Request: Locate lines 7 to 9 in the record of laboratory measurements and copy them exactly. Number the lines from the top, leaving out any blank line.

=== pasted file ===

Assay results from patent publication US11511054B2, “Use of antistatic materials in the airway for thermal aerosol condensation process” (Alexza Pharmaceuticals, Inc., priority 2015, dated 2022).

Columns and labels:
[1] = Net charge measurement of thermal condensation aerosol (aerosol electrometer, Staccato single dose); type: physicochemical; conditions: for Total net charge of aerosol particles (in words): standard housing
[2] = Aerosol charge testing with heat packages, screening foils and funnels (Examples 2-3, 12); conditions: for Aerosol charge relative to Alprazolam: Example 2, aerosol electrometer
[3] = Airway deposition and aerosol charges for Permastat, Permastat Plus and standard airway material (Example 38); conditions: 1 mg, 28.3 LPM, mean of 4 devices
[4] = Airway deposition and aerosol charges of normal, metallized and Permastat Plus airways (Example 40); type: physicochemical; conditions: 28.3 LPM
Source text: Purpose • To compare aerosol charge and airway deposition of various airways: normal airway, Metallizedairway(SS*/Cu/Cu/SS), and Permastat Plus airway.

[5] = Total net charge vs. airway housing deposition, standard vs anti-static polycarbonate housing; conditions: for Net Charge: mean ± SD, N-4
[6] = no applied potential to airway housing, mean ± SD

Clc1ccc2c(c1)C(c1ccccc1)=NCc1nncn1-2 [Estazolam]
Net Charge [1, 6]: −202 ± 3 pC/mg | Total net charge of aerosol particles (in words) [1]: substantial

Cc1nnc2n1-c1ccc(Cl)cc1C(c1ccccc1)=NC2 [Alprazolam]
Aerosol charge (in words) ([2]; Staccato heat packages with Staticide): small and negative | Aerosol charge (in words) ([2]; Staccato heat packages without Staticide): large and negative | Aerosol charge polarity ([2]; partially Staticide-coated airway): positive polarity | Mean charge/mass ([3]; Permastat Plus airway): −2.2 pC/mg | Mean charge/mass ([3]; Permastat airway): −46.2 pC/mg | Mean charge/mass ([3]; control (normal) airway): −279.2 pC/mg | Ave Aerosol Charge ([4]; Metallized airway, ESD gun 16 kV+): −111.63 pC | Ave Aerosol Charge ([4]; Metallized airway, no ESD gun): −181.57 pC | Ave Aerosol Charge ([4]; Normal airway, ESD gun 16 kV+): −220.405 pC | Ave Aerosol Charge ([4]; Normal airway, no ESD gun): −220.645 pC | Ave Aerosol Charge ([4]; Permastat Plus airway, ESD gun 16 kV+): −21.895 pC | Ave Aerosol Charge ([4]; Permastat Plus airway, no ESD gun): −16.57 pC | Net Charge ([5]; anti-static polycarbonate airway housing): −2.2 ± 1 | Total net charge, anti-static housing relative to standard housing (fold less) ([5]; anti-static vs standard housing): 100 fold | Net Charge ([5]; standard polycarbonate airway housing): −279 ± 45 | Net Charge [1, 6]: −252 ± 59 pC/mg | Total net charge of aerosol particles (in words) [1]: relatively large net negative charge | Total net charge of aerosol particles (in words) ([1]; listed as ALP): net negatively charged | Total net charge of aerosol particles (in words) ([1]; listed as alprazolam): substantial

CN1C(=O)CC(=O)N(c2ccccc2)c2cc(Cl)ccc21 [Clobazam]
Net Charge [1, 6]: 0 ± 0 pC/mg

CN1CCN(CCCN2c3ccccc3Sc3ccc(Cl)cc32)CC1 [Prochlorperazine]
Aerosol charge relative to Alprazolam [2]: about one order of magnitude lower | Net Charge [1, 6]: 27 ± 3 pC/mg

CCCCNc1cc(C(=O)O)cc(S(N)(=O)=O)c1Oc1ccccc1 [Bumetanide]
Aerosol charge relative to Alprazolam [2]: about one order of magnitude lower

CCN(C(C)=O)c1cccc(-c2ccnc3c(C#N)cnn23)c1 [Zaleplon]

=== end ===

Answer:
Source text: Purpose • To compare aerosol charge and airway deposition of various airways: normal airway, Metallizedairway(SS*/Cu/Cu/SS), and Permastat Plus airway.

[5] = Total net charge vs. airway housing deposition, standard vs anti-static polycarbonate housing; conditions: for Net Charge: mean ± SD, N-4
[6] = no applied potential to airway housing, mean ± SD